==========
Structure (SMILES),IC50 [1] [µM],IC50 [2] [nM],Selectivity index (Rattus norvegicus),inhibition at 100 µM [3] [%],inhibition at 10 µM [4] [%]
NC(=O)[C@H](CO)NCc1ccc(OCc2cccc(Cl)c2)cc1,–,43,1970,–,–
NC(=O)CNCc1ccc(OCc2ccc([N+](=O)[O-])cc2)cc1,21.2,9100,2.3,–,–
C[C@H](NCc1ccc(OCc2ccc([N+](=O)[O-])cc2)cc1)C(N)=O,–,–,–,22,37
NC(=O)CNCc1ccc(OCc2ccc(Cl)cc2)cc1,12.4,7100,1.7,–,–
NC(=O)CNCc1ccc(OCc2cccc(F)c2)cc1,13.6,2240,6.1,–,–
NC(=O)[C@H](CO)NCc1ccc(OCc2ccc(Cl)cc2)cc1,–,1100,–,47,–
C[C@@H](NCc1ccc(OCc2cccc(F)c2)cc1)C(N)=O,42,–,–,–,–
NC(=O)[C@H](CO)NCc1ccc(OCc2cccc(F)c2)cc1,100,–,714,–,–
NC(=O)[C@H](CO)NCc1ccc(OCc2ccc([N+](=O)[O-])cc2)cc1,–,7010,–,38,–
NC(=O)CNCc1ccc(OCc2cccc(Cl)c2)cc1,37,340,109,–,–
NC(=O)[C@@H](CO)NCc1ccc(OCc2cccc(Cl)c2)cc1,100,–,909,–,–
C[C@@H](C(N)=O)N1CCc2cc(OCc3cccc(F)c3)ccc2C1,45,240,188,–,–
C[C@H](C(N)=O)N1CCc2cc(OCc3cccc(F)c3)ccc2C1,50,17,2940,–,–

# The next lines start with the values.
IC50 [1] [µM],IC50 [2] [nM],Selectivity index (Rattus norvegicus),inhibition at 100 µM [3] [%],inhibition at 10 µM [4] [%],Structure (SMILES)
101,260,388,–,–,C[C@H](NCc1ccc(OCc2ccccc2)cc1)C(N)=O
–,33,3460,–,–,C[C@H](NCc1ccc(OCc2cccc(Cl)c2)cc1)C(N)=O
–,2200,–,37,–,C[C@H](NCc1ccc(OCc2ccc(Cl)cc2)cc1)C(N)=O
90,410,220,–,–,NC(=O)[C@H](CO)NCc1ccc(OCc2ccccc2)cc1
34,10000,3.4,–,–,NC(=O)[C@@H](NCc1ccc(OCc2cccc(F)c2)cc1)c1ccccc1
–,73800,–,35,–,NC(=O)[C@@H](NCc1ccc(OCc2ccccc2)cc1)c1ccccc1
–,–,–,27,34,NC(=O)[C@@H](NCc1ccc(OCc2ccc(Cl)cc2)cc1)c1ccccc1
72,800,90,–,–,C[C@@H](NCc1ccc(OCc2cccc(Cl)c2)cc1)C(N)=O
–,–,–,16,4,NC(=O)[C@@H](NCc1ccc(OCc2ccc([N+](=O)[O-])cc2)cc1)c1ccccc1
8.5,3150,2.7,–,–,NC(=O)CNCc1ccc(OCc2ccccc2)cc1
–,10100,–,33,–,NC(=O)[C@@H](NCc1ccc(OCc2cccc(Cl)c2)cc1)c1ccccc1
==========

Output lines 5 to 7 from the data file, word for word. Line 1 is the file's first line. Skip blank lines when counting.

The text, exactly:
NC(=O)CNCc1ccc(OCc2ccc(Cl)cc2)cc1,12.4,7100,1.7,–,–
NC(=O)CNCc1ccc(OCc2cccc(F)c2)cc1,13.6,2240,6.1,–,–
NC(=O)[C@H](CO)NCc1ccc(OCc2ccc(Cl)cc2)cc1,–,1100,–,47,–